Sparkling Pointe August 25, 2013

http://www.sparklingpointe.com/

Sparkling

It seemed appropriate on a sparkling August day, after several hours watching the sun sparkling on the water, to check out Sparkling Pointe winery, where they specialize in sparkling wine.  And a good choice it was.  Using the Méthode Champenoise to make authentic champagne-style wines (which can’t actually be called champagne because only wines from the Champagne region of France can legally bear that title), they have taken Long Island grapes into the realm of luxury wines.

The bright and airy tasting room leads out to a spacious patio area, which they need, since they often get van and busloads of visitors, as we have noted as we have driven by.  Just as Croteaux evokes France and Diliberto evokes Italy, Sparkling Pointe evokes Brazil, featuring Bossa Nova nights and paintings of Rio in its tasting room.  According to a server on a previous visit, the owners happen to “love the culture” of Brazil.  The winery also tries to promote an air of elegance, with crystal chandeliers on the ceiling and caviar on the fairly extensive snack menu. Once, when we came on Halloween, all the servers were in fancy dress, either tuxedos or ball gowns.  The snack menu, which needs to be somewhat extensive since they have a note on the door politely informing guests that they no longer allow outside food, also includes charcuterie, various cheeses, olives, and more,  as well as iced tea, Pellegrino, and something called Vita Coco Coconut Water from Brazil.  We have goodies waiting at home, so we decide to just do two tastings, one for our son and another we will share, at $17 for four tastes in pretty champagne flutes.   Although they have more than four wines, they decide on the menu of tastings each day. Oh, and you can add a chocolate pairing for an additional $10.

Our server knows his stuff, and seems quite enthusiastic, but he is also taking care of a couple of larger parties out on the patio and seems somewhat distracted, rushing back and forth.  Fortunately, we are not in a hurry.

  1.   2009 Brut                                           $29

This is their “signature” wine, a blend of 59% Chardonnay, 31% Pinot Noir, 5% Pinot Meunier, and 5% reserve wine.  I want to ask the server what “reserve wine” means, though I assume it is wine left over from other years, but he has disappeared and I forget when he returns.  We like the Brut better than on a past visit.  It has a somewhat doughy smell, with some notes of not-ripe melon, or maybe pear.  It is a light, dry champagne, with some residual sugar and a hint of grapefruit.  While I wouldn’t want to drink it by itself, as in a toast, it would be a lovely aperitif wine with nuts or soft cheese.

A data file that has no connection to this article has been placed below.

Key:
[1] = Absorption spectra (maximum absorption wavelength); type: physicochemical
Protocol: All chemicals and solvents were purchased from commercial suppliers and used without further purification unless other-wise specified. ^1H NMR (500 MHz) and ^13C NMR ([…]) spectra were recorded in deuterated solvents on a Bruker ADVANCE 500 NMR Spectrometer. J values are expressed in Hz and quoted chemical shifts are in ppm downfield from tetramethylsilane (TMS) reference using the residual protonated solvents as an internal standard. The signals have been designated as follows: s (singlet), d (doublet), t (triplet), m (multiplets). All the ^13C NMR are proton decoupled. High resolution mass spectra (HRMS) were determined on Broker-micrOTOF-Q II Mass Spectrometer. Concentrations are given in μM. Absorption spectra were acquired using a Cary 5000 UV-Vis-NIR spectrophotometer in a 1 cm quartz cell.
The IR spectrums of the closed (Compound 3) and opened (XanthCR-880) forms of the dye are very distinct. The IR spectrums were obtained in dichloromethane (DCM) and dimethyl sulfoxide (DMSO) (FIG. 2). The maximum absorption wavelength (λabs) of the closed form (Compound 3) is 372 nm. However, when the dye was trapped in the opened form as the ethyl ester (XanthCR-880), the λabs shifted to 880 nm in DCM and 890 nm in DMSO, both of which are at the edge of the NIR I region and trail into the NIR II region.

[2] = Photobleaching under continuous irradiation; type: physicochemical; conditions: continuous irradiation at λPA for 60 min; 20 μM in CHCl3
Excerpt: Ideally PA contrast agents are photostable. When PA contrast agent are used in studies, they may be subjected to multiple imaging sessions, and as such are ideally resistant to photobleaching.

2.  2008 Blanc de Blancs                      $42 (Magnum $93)

On the other hand, I would happily drink a toast with this wine.  After a year on the lees, this 100% Chardonnay wine has a somewhat funky mineral aroma but is creamy to taste, and reminds me of a Granny Smith apple pie.  Nicely dry, but with good fruit, I could also see this paired with some Crescent Farms duck breast. and my son agrees.  It is better than most $20 champagnes one buys.

3.  2003 Brut Seduction                       $60

Another blend, this one is 51% Chardonnay and 49% Pinot Noir, and spent eight years on the lees, according to our server.  One nicety—each taste is poured into a fresh glass. Here we smell dirt and mushrooms, but taste raspberry and lemon curd.  One could definitely sip this on its own and be very happy.  The tasting notes refer to its “organoleptic profile,” which occasions some hilarity in our little party.  Look it up.

4.  NV Cuvée Carnaval                         $27

Our server has poured our final taste before we finished the one before, and left, noting that he won’t be back, a fistful of glasses in one hand and a bottle in the other, so I miss whatever he said about this wine, as I was concentrating on the previous one and comparing notes with my son.  This wine combines Merlot and Chardonnay, plus 4% Gewürztraminer, which probably accounts for some of its sweetness.  We smell strawberry jam and taste mango and cherry.  It wouldn’t be bad with a dessert like a flourless chocolate cake, and, for a sweet wine, has some nice minerality, so I like it better than I thought I would.  If you didn’t have Chateau d’Yquem, my husband notes, you could substitute this.  Well, maybe…

After we finish our last wine, we stand at the bar waiting to pay for our tastings, our server, as promised, having disappeared.  A gentleman comes over and asks us if we are waiting to buy a bottle.  No, we say, just waiting to pay for our tastings.  He thanks us for our patience, and tells us the tastings are free!  Nice gesture, which somewhat makes up for our harried server’s divided attentions.

Reasons to visit:  you like champagne—um, I mean, sparkling wine; you want to see what a North Fork winery can do with sparkling wines; you want caviar with your champ…sparkling wine; the Blanc de Blancs (my favorite); Bossa Nova nights.

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